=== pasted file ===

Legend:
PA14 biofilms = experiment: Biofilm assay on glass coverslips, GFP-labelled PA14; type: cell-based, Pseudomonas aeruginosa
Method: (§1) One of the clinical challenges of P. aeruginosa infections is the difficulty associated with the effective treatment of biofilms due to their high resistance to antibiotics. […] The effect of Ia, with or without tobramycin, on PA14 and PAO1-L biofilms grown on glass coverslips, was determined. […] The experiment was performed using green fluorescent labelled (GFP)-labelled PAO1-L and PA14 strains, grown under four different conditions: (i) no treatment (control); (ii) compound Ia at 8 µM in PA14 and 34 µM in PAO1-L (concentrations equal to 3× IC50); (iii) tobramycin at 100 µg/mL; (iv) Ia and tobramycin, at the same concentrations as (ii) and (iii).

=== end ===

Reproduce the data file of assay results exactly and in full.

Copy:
Legend:
PA14 biofilms = experiment: Biofilm assay on glass coverslips, GFP-labelled PA14; type: cell-based, Pseudomonas aeruginosa
Method: (§1) One of the clinical challenges of P. aeruginosa infections is the difficulty associated with the effective treatment of biofilms due to their high resistance to antibiotics. […] The effect of Ia, with or without tobramycin, on PA14 and PAO1-L biofilms grown on glass coverslips, was determined. […] The experiment was performed using green fluorescent labelled (GFP)-labelled PAO1-L and PA14 strains, grown under four different conditions: (i) no treatment (control); (ii) compound Ia at 8 µM in PA14 and 34 µM in PAO1-L (concentrations equal to 3× IC50); (iii) tobramycin at 100 µg/mL; (iv) Ia and tobramycin, at the same concentrations as (ii) and (iii).